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Speculative TCP Connection Admission Using Connection Migration in Cluster-Based Servers

Speculative TCP Connection Admission Using Connection Migration in Cluster-Based Servers
Tagung:

Konferenzartikel 

Jahr:

2004 

Autoren:

Walter F. Tichy
Vlad Olaru
 

Links:PDF

Summary

This paper presents speculative TCP connection admission, a mechanism for improving sub-optimal request distribution decisions in cluster-based servers. Overloaded server nodes in the cluster speculatively accept incoming requests only to offload them to less-loaded nodes. Speculative admission uses connection endpoint migration, a technique that allows server-side connection endpoints to be arbitrarily assigned to server nodes in the cluster. Speculative connection admission targets distributed load balancing policies at the back-end level that leverage request routing decisions taken outside the cluster. The mechanism has been implemented in the Linux kernel as part of a policy-based software architecture for request distribution. We have been able to show that speculative connection admission adds little overhead to the normal TCP processing, offsets load imbalances and accommodates higher request rates. That makes it suitable for an active role in request distribution in cluster-based servers.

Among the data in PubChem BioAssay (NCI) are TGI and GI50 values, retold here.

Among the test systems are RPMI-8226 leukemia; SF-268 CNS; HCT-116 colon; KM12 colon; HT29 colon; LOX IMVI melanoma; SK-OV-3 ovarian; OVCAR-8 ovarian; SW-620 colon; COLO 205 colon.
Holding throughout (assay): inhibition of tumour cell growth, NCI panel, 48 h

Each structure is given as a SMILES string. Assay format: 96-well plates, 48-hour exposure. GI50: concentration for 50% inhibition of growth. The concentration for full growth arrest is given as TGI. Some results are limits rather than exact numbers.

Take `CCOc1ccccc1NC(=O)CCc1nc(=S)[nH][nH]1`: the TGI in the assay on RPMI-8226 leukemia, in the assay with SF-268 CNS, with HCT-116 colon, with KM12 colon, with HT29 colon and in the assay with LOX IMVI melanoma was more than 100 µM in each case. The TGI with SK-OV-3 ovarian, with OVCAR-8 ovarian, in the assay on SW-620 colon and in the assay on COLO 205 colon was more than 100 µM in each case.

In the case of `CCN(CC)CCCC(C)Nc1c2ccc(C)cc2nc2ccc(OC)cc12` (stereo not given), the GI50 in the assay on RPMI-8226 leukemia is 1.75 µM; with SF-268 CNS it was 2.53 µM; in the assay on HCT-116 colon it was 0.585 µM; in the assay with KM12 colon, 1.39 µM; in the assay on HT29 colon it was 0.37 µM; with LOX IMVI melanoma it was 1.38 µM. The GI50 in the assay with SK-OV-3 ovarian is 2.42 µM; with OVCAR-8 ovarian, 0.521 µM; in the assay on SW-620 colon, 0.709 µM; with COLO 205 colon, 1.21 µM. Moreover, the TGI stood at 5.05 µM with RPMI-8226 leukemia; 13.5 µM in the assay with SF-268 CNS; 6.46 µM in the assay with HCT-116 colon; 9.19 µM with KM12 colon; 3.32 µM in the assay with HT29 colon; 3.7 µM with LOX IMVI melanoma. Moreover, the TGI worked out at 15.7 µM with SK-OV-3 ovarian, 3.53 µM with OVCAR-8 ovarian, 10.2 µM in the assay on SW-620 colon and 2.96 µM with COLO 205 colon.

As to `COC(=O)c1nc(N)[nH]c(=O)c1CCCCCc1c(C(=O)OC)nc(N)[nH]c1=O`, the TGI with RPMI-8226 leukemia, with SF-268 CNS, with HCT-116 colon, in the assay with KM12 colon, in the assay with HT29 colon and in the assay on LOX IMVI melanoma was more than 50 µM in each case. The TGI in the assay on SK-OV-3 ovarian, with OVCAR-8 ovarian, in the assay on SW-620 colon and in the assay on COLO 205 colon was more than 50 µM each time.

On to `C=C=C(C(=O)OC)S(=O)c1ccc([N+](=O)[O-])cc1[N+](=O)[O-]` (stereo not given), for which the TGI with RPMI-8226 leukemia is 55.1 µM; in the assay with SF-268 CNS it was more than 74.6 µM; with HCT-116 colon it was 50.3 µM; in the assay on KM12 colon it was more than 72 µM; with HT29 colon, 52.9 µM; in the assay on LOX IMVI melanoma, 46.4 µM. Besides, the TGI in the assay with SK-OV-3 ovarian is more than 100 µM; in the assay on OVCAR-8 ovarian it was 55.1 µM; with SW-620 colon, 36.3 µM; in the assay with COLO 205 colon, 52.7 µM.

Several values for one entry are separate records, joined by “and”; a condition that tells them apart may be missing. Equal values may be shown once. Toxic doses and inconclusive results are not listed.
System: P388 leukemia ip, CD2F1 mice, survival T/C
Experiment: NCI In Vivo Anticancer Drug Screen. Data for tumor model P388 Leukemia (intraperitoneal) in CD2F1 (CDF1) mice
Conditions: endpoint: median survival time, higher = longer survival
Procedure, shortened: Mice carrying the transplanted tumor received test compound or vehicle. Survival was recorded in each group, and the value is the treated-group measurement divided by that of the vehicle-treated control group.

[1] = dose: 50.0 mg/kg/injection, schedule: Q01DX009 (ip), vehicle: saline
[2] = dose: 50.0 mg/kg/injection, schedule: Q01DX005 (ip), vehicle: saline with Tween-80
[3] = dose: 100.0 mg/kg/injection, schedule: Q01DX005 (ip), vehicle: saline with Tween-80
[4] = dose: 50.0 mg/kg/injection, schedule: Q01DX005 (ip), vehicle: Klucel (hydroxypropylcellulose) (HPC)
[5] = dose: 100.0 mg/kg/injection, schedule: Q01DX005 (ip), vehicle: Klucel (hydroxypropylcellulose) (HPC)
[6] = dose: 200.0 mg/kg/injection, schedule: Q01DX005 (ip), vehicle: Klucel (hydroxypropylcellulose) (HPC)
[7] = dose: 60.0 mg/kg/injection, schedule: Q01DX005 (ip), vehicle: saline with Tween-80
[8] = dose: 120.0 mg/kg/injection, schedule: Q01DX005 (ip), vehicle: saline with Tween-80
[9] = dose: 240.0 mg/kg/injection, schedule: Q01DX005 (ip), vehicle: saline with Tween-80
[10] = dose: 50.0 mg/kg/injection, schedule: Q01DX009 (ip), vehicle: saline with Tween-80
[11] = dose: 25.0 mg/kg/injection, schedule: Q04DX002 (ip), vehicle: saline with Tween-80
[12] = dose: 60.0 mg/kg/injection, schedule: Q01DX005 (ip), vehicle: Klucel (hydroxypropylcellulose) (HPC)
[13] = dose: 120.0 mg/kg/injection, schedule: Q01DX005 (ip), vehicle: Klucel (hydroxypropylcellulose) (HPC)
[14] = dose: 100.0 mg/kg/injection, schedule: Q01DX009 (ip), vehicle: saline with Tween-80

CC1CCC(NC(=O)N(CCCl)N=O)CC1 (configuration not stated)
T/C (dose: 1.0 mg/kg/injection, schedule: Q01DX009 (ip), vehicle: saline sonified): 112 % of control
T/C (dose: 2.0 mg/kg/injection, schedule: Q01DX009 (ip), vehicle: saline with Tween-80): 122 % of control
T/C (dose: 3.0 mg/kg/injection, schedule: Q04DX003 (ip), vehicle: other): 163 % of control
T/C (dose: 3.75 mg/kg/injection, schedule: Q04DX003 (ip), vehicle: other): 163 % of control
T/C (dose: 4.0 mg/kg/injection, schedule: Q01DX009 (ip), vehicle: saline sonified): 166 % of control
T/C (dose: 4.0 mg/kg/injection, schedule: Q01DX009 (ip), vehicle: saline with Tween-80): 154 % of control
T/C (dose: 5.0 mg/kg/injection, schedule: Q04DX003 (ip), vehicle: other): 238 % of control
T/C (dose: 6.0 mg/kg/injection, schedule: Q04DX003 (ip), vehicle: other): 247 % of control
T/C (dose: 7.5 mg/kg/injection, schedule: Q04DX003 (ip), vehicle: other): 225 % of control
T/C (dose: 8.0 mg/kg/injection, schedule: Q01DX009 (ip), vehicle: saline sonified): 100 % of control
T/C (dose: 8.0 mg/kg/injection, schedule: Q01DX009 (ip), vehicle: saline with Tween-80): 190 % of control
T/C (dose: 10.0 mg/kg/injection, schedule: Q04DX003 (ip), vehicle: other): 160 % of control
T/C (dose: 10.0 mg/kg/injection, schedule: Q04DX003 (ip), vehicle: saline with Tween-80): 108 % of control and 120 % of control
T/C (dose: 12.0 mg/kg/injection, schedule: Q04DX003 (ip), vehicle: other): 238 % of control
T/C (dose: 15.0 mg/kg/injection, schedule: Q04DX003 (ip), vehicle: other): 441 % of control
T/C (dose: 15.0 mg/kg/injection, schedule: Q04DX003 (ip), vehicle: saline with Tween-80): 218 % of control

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Bibtex

@inproceedings{,
author={Walter F. Tichy, Vlad Olaru},
title={Speculative TCP Connection Admission Using Connection Migration in Cluster-Based Servers},
year=2004,
month=Oct,
booktitle={Proc. IADIS International Conference WWW/Internet 2004},
url={https://ps.ipd.kit.edu/downloads/ka_2004_speculative_tcp_connections.pdf},
abstract={This paper presents speculative TCP connection admission, a mechanism for improving sub-optimal request distribution decisions in cluster-based servers. Overloaded server nodes in the cluster speculatively accept incoming requests only to offload them to less-loaded nodes. Speculative admission uses connection endpoint migration, a technique that allows server-side connection endpoints to be arbitrarily assigned to server nodes in the cluster. Speculative connection admission targets distributed load balancing policies at the back-end level that leverage request routing decisions taken outside the cluster. The mechanism has been implemented in the Linux kernel as part of a policy-based software architecture for request distribution. We have been able to show that speculative connection admission adds little overhead to the normal TCP processing, offsets load imbalances and accommodates higher request rates. That makes it suitable for an active role in request distribution in cluster-based servers.},